Recap and review of Survivor: Caramoan – Episode 11 – Come Over to the Dark Side:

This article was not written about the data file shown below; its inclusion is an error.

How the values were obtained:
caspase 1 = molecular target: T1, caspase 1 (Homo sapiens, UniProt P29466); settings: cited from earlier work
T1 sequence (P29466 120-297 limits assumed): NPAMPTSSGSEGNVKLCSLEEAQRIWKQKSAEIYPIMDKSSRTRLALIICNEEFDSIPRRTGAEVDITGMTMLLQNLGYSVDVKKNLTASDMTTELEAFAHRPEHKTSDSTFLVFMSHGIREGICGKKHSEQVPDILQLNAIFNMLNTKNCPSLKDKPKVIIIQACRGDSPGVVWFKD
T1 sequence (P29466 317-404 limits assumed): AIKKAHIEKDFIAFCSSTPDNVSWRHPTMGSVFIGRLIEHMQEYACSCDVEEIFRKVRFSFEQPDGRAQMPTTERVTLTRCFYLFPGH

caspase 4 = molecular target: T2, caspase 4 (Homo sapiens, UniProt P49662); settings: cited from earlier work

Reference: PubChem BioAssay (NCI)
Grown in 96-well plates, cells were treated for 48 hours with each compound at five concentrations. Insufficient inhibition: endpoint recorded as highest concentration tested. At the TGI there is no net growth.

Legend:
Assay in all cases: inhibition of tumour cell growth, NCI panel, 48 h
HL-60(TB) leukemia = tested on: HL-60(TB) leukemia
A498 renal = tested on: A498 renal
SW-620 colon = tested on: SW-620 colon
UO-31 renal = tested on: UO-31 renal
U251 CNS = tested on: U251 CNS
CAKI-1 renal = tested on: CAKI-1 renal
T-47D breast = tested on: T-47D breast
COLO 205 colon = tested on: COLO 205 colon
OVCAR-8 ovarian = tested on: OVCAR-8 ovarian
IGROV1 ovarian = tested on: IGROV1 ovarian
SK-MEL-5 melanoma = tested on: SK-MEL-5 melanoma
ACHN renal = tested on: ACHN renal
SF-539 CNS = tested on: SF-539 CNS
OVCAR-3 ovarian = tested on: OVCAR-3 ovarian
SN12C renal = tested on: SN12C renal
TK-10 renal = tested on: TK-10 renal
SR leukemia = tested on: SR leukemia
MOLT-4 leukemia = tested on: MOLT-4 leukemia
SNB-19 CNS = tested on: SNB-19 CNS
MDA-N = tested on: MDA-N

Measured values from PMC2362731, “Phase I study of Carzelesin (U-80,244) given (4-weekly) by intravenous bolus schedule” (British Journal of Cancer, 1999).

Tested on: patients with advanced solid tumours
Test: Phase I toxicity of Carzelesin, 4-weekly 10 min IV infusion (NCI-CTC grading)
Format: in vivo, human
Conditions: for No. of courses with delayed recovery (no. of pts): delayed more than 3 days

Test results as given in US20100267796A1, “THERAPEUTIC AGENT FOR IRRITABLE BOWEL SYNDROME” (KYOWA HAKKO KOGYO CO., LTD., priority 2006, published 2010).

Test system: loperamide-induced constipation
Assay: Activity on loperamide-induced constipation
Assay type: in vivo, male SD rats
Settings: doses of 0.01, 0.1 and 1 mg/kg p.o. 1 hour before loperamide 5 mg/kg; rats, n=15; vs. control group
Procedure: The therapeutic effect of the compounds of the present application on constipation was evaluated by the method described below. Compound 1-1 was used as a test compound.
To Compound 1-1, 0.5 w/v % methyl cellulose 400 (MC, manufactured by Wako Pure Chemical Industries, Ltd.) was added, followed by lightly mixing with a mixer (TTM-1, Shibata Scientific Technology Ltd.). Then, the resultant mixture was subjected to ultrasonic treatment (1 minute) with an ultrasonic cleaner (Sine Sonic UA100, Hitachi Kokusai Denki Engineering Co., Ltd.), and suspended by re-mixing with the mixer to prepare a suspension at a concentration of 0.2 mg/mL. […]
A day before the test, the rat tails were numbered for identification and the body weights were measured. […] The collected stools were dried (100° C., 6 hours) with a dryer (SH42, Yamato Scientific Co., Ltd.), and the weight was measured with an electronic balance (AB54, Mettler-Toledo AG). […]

Well, that made last week’s big move pointless. Granted, Survivor: Caramoan has been a season that’s thrived on big moves, regardless of whether or not they actually panned out for the people who made them. I’m sure, in retrospect, Malcolm would have planned the use of his idols last week a little better. What had seemed, at the time, like a pretty genius bit of strategic play now seems like the ultimate dud, despite the fact that it made some excellent television. Okay, “ultimate dud” is maybe a bit much, as it did buy the Three Amigos another three days in the game as a three-man unit, but it was a short-term move that did nothing for the long-term implications of their game. It’s hard to pinpoint exactly where the plan could have been best salvaged: maybe Malcolm would have been better served by not announcing his alliance was planning to vote for Phillip? That way, Stealth R Us would have had to guess which castaway the group was going to vote for, causing that alliance to spread its votes out in a somewhat random pattern, as opposed to staying the course. In this scenario, Malcolm doesn’t even have to play the idols, since the threat of the idols would have been enough. But boldly announcing that they would be voting for Phillip meant that Stealth R Us could account, with certainty, for where The Three Amigos’ votes were going, which encouraged them to stay the course with their original voting plans on the off-chance that Malcolm and Eddie didn’t play their idols. This would have the short-term effect of dooming Phillip’s game, but the much longer-term effect of burning off the hidden immunity idols, as Malcolm and Eddie now had no other choice but to play them. This is all a very roundabout way of saying that, at the very least, Malcolm should have revealed both hidden immunity idols before tribal last week.